Corridors of justice: CEO of Italian firm in dams scam faces arrest

By , K24 Digital
On Tue, 30 Jul, 2019 00:00 | 2 mins read
Former KVDA boss David Kimosop (right) and other officials Njau Kinyanjui (centre) and Titus Mureithi at the Milimani Courts where they were charged in connection to the dams scandal yesterday. Photo/CHARLES MATHAI

Bernice Mbugua @BerniceMuhindi

A Nairobi court yesterday issued a warrant of arrest against Paulo Porcelli, the  CEO of Italian firm CMC di Ravenna that is at the centre of the Arror/Kimwarer dams scandal.

In the same court, former Kerio Valley Development Authority Managing Director David Kimosop was charged with conspiracy to defraud the government over Sh51 billion, in transactions related to the dams scam. He denied the charges and was released on an Sh12 million cash bail.

Anti-Corruption Court Chief Magistrate Douglas Ogoti issued the warrant against Porcelli after he failed to appear in court to plead to various charges involving the scandal.

“No sufficient reason has been given on why the accused person is not in court to plead to the charges,” said Ogoti.

The Director of Public Prosecution (DPP) through prosecution counsel Taib Ali Taib sought the warrant against Porcelli and directors of CMC di Ravenna–Itinera JV and CMC di Ravenna—Itinera JV Kenya Branch after they failed to appear in court.

“These are foreigners who find it beneath them to appear before a Kenyan court. If we pull this in an Italian court, a warrant would be an issue in a blink of an eye,” said Taib.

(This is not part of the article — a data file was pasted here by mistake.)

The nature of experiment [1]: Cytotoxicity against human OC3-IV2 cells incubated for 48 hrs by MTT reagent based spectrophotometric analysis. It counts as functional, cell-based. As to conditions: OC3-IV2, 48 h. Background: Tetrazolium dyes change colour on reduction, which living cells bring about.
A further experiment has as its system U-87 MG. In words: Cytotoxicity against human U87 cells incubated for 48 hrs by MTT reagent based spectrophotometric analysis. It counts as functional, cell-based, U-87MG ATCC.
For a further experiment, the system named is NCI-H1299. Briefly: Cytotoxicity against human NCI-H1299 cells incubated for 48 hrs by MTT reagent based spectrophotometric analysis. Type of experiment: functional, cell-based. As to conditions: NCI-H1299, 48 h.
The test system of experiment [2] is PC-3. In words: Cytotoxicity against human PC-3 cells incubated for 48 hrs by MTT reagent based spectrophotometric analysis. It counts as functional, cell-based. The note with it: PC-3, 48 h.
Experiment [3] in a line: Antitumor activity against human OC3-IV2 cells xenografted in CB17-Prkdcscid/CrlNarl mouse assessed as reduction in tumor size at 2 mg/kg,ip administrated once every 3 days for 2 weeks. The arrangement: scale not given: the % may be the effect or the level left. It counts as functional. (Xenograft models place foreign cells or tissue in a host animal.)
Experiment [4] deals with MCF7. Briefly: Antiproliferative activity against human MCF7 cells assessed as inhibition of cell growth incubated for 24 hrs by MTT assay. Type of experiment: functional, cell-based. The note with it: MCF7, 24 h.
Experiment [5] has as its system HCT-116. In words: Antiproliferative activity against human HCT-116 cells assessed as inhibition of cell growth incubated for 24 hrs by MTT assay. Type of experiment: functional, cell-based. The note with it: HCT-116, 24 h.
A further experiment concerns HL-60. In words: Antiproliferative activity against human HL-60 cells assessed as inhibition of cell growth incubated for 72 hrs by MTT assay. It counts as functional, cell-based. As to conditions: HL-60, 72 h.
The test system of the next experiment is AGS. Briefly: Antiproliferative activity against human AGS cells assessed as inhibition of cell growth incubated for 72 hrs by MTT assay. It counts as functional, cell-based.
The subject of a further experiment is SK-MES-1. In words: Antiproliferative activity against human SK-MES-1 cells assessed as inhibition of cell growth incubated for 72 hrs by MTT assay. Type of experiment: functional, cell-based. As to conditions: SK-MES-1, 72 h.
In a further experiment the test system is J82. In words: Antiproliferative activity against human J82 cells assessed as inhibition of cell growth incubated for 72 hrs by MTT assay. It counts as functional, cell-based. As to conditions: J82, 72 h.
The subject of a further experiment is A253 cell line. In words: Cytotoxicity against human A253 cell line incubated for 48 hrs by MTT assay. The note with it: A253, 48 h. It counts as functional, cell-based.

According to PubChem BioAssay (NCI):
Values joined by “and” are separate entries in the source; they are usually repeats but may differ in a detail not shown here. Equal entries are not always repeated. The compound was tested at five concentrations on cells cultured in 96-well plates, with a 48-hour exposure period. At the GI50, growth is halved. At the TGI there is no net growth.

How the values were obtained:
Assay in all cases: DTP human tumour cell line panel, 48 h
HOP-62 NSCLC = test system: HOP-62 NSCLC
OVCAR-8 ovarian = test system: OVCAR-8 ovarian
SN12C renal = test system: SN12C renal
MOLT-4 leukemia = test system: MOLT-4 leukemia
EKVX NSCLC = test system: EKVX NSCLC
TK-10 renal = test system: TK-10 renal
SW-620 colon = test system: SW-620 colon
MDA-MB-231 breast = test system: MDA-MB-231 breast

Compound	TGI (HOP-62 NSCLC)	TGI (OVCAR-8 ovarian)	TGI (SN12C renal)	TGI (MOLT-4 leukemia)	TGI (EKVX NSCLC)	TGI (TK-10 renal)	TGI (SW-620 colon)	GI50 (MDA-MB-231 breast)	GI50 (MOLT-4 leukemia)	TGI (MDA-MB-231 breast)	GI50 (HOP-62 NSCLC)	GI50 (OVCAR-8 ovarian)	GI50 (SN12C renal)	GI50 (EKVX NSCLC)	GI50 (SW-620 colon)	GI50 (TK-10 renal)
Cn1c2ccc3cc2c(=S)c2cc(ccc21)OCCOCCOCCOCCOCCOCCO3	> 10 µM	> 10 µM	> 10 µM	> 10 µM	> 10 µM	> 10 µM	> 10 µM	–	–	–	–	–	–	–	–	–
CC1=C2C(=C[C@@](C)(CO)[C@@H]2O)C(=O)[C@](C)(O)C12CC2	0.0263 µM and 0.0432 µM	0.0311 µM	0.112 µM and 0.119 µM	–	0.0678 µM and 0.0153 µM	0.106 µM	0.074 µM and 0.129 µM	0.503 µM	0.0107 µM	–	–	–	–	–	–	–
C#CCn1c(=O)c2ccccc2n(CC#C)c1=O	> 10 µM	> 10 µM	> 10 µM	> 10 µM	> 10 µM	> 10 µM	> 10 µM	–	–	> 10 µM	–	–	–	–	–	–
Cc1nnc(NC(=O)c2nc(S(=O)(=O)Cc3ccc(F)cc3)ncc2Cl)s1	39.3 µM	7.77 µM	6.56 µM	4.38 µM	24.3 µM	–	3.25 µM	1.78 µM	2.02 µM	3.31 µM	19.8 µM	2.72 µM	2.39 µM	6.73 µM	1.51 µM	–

Fraud conspiracy

Porcelli and the two Italian companies are charged alongside suspended Treasury Cabinet Secretary Henry Rotich and others with conspiracy to defraud the Kenyan government of over Sh51 billion.

Porcelli and the two companies are also accused of fraudulently receiving over Sh7.6 billion public money through Barclays Bank from the National Treasury knowing that it was fraudulently acquired.

Lawyer Ken Anami, who is representing Porcelli, pleaded not guilty on behalf of the two companies, but Taib argued that the lawyer was not a director of the firms, and thus he would not abide by the bail terms of the court.

“A counsel cannot plead on behalf of the client. If he does so, he ceases to be an advocate and becomes an accused person,” said Taib.

But Anami said he had proper instructions to plead on behalf of the two companies.

“I have instructions to enter a plea of not guilty. This is a legal person and not an actual person. We are willing to file proper resolutions to take plea on behalf of the accused entities,” argued Anami.

Anami said that Porcelli and the two companies were objecting to the charges saying they were defective.

Ogoti declined to issue a warrant of arrest against the two firms saying he had already entered a plea of not guilty through their counsel.

He directed the matter to be taken to the High Court to give directions whether a counsel can plead on behalf of a client which is a corporate entity.

Kimosop, who was charged with seven others, further faces charges of abuse of office, failing to follow procurement procedures and committing an offence of financial misconduct.

Other accused persons are Jackson Kinyanjui, Titus Muriithi, Elizabeth Kebenei, Nelson Korir, Isaac Kiiru, Patrick Kipsang, Fredrick Towett, David Ongare and Boniface Mamboleo. The case will be mentioned on August 8.